Dr. Randy White

Almost everyone has had the experience of searching for and finally settling into a new church from time to time. As a pastor of over 25 years, I’ve welcomed well over 1,000 new members and countless more new “faithful attendees” in churches I’ve served.  I want to share a few words about how to join a new church from a pastor’s perspective. I will use the words join and member in a pretty broad scope since some churches have formal membership and others do not. (That would be an article for another day and one which I’m not very passionate about.) But for the purposes of this article, I’m referring to active participation in a local church.

So, here are my thoughts on how to join a church.

Join with the best knowledge available about the church’s doctrine.

A generation ago, you could almost know for certain what doctrine a church held based on the church’s denominational or fellowship-related associations. Today, these things mean nothing. I was once invited to preach at a church that was a part of one of the most liberal denominations in American Christianity. However, the pastor was a strong dispensational teacher teaching solid theology, and the church was one of the most solidly evangelistic and Biblical churches in town. On a more common front, I’ve seen churches whose denominational label would have once put them in the “conservative” category that are deeply leftist in their theology. In a sense, the only kind of label that still have any type of meaning is “liberal” or “fundamentalist.” If a church uses one of those labels, they probably mean it. (Incidentally, if I was looking for a church home, in most towns, I would start with the fundamentalist churches. They may have their “issues,” but denial of the inerrancy of Scripture would not be one of them.)

So, before you join a church, do some research on the church’s doctrine. Start by searching a church’s website, which is typically devoid of theology (in which case you probably can move on, since a church that cares about theology will want to put it on their website). However, website statements of faith are notoriously (and possibly necessarily) narrow in their scope. So, before you join the church, make an appointment with the pastor (he’s the guy who stands in the front and preaches every Sunday, regardless of how many people have a “Pastor” title on the church’s staff page). The pastor is the man who sets the theological tone for the congregation. If you can’t meet with him, then you’ll never have a pastor you can meet with, and I have no idea why you would want to be part of such a club.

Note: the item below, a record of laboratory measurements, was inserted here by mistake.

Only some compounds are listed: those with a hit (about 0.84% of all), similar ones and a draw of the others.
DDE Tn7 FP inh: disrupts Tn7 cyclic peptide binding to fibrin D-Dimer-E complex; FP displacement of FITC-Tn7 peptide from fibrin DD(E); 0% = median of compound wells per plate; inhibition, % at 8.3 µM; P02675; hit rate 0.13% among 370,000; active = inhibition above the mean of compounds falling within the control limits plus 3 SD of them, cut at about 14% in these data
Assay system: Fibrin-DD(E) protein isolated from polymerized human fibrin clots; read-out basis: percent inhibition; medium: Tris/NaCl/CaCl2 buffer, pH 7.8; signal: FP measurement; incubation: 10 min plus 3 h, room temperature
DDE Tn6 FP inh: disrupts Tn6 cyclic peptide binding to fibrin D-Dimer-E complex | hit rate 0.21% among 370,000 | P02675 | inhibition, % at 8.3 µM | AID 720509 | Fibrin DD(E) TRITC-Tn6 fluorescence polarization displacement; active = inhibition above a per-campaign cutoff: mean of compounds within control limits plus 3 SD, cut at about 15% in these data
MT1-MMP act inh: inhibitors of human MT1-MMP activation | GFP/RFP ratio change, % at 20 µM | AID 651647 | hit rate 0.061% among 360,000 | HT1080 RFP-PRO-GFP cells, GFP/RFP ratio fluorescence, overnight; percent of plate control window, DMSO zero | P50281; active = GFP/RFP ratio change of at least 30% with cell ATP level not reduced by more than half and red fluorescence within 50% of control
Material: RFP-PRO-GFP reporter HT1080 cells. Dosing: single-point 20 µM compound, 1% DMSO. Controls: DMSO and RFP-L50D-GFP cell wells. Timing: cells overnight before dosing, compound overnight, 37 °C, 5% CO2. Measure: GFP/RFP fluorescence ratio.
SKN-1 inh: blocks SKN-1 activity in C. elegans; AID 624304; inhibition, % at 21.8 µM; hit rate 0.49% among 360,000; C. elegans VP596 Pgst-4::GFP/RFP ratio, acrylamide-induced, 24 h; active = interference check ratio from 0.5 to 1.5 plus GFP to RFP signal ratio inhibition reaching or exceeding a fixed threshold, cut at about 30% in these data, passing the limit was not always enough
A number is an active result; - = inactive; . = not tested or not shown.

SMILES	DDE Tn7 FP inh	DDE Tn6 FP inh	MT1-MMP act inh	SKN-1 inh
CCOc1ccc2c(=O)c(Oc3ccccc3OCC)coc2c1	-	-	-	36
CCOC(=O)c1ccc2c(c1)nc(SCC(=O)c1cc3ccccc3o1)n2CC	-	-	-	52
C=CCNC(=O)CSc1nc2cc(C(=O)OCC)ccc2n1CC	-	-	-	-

I can’t tell you how many times I’ve had people join the church, become active, and then say, “Oh, I didn’t know you believed that…that is a deal breaker and I’m out of here.” And on every single case, the “that” is so prominent in my ministry that I simply have to conclude that the person joined our church without doing their theological homework. As a pastor, I’ll say quite bluntly: It’s not my fault that you don’t know my theology, it’s yours.

When you meet the Pastor, tell him, “Here are some views that I care about. Will you shoot straight with me and tell me where my views differ from yours?”

What about the pastors who hem and haw around theological questions?  Honestly, that answers your question. They don’t have a theological position due either to ignorance or to lack of concern or to focus on more pragmatic issues of church growth (i.e.: theology offends).

Can I say that I want my church’s theology to be so clear and so narrow that it does offend those who have different theological persuasions? If they are offended, they are forced to consider their persuasions. If they consider them, they realize either that a) they are wrong, b) they are too convinced their persuasion to fellowship with those who hold a mutually exclusive position or c) they are willing to overlook that area and join the church. I’d rather new members consider these issues before they join, not after.

Immerse yourself in fellowship.

Once you have decided that the church fits theologically, then it is time to dive into the task of getting to know people. I know that the current members should reach out to you, invite you to lunch, involve you in the church social activities, etc. That is what they should do. But I also know that they are just people and often busy people. They have good intentions and bad follow-through. You can complain about how “unfriendly” they are and move on to the next group of unfriendly humans. Or you can just decide, “I’m the new kid on the block, I’ll take the initiative.” When you do that, those unfriendly humans will open up fairly quickly.